The Formation and Drowning of Isolated Carbonate Seamounts: Tectonic and Ecological Controls in the Northern Apennines

  1. Maurice E. Tucker4,
  2. James Lee Wilson5,
  3. Paul D. Crevello6,
  4. J. Rick Sarg7 and
  5. J. Fred Read8
  1. D. M. Bice and
  2. K. G. Stewart

Published Online: 15 APR 2009

DOI: 10.1002/9781444303834.ch6

Carbonate Platforms: Facies, Sequences and Evolution

Carbonate Platforms: Facies, Sequences and Evolution

How to Cite

Bice, D. M. and Stewart, K. G. (1986) The Formation and Drowning of Isolated Carbonate Seamounts: Tectonic and Ecological Controls in the Northern Apennines, in Carbonate Platforms: Facies, Sequences and Evolution (eds M. E. Tucker, J. L. Wilson, P. D. Crevello, J. Rick Sarg and J. F. Read), Blackwell Publishing Ltd., Oxford, UK. doi: 10.1002/9781444303834.ch6

Editor Information

  1. 4

    Durham, UK

  2. 5

    New Braunfels, Texas, USA

  3. 6

    Littleton, Colorado, USA

  4. 7

    Midland, Texas, USA

  5. 8

    Blacksburg, Virginia, USA

Author Information

  1. Department of Geology and Geophysics, University of California, Berkeley, CA 94720, USA

  1. Department of Geology, Carleton College, Northfield, MN 55057, USA

  2. Department of Geology, University of North Carolina, Chapel Hill, NC 27514, USA

Publication History

  1. Published Online: 15 APR 2009
  2. Published Print: 22 DEC 1986

ISBN Information

Print ISBN: 9780632027583

Online ISBN: 9781444303834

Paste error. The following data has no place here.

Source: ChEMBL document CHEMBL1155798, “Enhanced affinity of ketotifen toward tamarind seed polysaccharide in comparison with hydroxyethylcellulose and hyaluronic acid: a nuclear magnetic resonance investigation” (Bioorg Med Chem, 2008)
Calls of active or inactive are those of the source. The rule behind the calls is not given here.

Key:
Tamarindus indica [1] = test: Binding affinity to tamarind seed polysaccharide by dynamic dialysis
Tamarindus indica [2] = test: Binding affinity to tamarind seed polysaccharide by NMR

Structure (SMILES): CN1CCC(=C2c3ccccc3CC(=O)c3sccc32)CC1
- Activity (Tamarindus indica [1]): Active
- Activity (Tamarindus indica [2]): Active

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Keywords:

  • formation and drowning of isolate carbonate seamounts – tectonic and ecological controls in northern Apennines;
  • tectonic setting;
  • drowning in northern Apennines;
  • Bugarone formation;
  • hermatypic corals

Summary

During the early Jurassic, a large carbonate platform–the Calcare Massiccio platform–developed on the Italian continental crust. The subsequent opening of the Liguride Ocean produced a continental margin that thinned and extended along a complex system of intersecting normal faults in the area that is now the northern Apennines. These normal faults fragmented the pre-existing Calcare Massiccio platform, producing a group of small, isolated seamounts separated by interconnected sub-basins up to 1 km deep. The eventual drowning of these seamounts had a profound effect on the later history of the entire basin, and accounts for the stratigraphic differences between the northern Apennines and the adjacent central Apennines, an area that was not broken up to the same extent by normal faulting. Studies of the sedimentologic and stratigraphic record indicate that the drowning resulted from a combination of tectonic and ecologic factors. The drowning appears to have occurred in two stages; an incipient stage, characterized by water depths well within the euphotic zone and abnormally low rates of sediment production and accumulation, and a complete, or terminal, stage in which the seamount tops dropped well below the euphotic zone. The transition between these two stages of drowning was most likely due to the inability of the seamount tops to produce and accumulate enough sediment to maintain a shallow-water position. This inability can be attributed to a variety of tectonic and ecologic factors: the lack of effective reef-builders, the lack of fringing, elevated rims, the small sizes of the seamount tops, the incursion of colder, less saline waters into the basins, crustal subsidence and eustatic sea-level changes. The evolution of these seamounts demonstrates the important controls that plate tectonics and the history of organisms can have on the development of a sedimentary basin.